Another costly factor is composition getting the words onto the paper in the form in which they will appear in the book.  As I have mentioned, you can do your own composition on your typewriter especially if you have an electric machine with a good, black, preferably carbon ribbon (but a cloth ribbon will do if it is fresh and your keys are kept clean).  Your printer can do a photo-reduction of your typed page which will make the typing look a little more like printing (and get more lines to the page).  For example, a normal 8 x 11" sheet of typing paper can be reduced nicely to a 5 x 8" page size (what you get when you fold that piece of typing paper in the middle).  If I were doing that I would use Pica type and space-and-a-half (rather than double or single space).  The print would then be able half the size of the typewriter manuscript and you could get about 25 lines to the page, with comfortable margins.  [Although it is still possible to produce a book this way, it isn't necessary.  The easy availability of computers and laser printers makes it possible to produce a camera-ready copy of your book without the need for photo-reduction.  You should not, however, use an ink jet printer, as even the best of them are markedly inferior to laser printers. For the best results, use a laser printer with at least 600 dpi (dots per inch).]

        Most of the high cost of composition by a printer pays for very expensive equipment which is required to "justify" lines of type i.e., to make the lines of prose come out even at the right margin.  Justification is usually of no interest to poets, and its a pity that you have to pay for that equipment.  (Also, you often pay by the page composed and a poet gets far fewer words to the page than does the prose writer.  You can imagine why printers rather like to have poets come into their office.)  But aside from justification a composing machine produces letters which are clear, sharp, and proportionally spaced (i.e., an i takes up much less space than an m).  Readers have a subconscious association of proportional spacing with "real" printing, and tend to think typewriting looks amateurish by comparison.  If it is important to you that your book look like printing instead of typewriting, you can try to get access to a typewriter which has proportional spacing (such as the IBM Executive, mentioned earlier, or, better, an IBM or some other type of composer).  [Those composer typewriters have been replaced by computers, and it is doubtful that IBM Executive typewriters are still being made they were definitely a hassle to use.]  Any good typist can learn to use these machines with a little instruction.  If you can't get access to a machine you can use yourself, you have to find a printer who has one and does composition and find out his rates.  (Compare several:  these costs are by no means standard.  It helps to go in with your manuscript in hand for an estimate.)  [Once again, justified text and proportional type can now be produced on personal computers using laser printers.  If you don't have a computer, you can generally rent time on one at Kinkos (or similar stores) or at the library.]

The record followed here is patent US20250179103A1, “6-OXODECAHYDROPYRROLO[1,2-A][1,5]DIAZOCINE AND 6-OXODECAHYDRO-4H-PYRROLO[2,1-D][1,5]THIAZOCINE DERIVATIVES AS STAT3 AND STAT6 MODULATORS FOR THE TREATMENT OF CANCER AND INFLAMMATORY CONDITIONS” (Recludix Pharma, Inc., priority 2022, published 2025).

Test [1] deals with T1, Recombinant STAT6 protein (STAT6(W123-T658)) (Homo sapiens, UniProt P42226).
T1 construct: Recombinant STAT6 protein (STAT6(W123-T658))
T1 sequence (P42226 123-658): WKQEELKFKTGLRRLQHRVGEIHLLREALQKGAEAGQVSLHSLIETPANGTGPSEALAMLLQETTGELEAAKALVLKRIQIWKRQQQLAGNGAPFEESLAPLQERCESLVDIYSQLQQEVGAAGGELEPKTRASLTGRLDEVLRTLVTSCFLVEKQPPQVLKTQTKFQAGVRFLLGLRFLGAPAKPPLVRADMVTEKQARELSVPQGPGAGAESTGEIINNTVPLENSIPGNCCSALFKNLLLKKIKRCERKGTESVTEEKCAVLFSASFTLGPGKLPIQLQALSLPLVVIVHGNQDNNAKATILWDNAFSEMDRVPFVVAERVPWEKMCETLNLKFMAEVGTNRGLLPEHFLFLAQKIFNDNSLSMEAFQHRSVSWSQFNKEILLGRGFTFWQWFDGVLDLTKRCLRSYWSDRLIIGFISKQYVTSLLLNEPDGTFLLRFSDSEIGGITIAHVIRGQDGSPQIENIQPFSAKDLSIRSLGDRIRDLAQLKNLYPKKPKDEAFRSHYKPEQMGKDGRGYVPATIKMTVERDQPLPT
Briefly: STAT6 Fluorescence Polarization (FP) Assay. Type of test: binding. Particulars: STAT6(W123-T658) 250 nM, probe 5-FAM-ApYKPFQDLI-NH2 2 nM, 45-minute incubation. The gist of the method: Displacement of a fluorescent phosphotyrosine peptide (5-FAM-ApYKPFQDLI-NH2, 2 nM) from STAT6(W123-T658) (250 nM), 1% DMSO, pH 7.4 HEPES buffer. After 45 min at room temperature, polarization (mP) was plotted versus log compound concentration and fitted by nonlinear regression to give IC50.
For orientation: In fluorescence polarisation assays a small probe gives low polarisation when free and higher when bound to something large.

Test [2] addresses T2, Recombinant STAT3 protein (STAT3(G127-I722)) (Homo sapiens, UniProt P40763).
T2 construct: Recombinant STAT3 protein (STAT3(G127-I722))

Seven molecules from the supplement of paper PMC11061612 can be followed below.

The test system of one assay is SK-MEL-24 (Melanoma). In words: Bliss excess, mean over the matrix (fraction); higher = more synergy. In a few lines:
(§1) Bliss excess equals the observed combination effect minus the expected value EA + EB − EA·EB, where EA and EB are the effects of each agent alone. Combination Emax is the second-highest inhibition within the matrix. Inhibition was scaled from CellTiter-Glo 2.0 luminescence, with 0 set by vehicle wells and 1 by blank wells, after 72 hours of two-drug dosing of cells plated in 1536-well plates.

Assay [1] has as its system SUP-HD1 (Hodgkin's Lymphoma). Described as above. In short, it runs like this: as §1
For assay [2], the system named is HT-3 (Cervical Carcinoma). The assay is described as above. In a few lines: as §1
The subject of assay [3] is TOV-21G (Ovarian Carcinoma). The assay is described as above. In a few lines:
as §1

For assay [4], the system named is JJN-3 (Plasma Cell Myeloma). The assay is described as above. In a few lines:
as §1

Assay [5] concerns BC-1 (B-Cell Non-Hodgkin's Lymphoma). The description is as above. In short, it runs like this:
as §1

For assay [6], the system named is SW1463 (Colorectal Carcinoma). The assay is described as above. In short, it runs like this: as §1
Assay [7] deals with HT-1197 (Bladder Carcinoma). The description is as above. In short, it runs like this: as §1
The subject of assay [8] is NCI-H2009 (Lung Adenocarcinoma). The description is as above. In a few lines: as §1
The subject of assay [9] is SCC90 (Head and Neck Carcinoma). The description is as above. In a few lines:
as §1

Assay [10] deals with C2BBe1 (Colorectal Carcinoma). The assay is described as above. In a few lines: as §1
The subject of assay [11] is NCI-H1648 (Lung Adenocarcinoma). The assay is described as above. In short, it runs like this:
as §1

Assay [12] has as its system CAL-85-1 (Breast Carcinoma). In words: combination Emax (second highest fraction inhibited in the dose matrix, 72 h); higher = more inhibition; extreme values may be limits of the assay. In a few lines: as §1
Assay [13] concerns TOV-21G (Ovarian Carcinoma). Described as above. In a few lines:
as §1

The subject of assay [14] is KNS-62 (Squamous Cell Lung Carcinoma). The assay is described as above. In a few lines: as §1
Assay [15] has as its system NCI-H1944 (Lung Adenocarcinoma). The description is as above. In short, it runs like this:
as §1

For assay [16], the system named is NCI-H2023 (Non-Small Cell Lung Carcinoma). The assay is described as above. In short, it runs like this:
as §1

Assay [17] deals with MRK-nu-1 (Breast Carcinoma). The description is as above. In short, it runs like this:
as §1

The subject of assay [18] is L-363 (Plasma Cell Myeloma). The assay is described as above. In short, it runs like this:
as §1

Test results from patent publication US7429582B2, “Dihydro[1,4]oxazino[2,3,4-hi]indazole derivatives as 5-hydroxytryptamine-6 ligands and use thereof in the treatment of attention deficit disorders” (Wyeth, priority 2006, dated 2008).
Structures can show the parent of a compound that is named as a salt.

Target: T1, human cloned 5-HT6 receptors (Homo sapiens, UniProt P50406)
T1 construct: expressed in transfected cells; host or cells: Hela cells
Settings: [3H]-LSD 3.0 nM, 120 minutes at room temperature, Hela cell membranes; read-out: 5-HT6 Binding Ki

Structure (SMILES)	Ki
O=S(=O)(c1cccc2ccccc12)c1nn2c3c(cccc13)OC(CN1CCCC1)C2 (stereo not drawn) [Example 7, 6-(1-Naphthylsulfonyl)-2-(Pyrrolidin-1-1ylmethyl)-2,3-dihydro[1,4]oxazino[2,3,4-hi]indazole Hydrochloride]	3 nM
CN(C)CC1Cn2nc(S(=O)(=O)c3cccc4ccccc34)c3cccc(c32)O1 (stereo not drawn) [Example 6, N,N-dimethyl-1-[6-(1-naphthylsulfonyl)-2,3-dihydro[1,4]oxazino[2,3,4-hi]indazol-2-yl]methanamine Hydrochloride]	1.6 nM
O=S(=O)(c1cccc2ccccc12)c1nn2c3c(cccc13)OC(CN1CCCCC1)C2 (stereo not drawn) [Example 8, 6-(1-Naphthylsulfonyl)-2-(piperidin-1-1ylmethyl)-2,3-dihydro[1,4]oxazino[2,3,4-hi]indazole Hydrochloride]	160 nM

But if your prime interest is in getting a pamphlet out cheaply, one of your biggest savings will be in taking "camera-ready" copy to the printer.  Your printer can advise you how to do that but I'll give you some tips.  (Incidentally, if you are good at hand-lettering, you may wish to consider hand-lettering the whole book.  The camera which makes the master for offset printing simply photographs what is before its lens and lettering, typing, line-drawings, all photograph equally well.)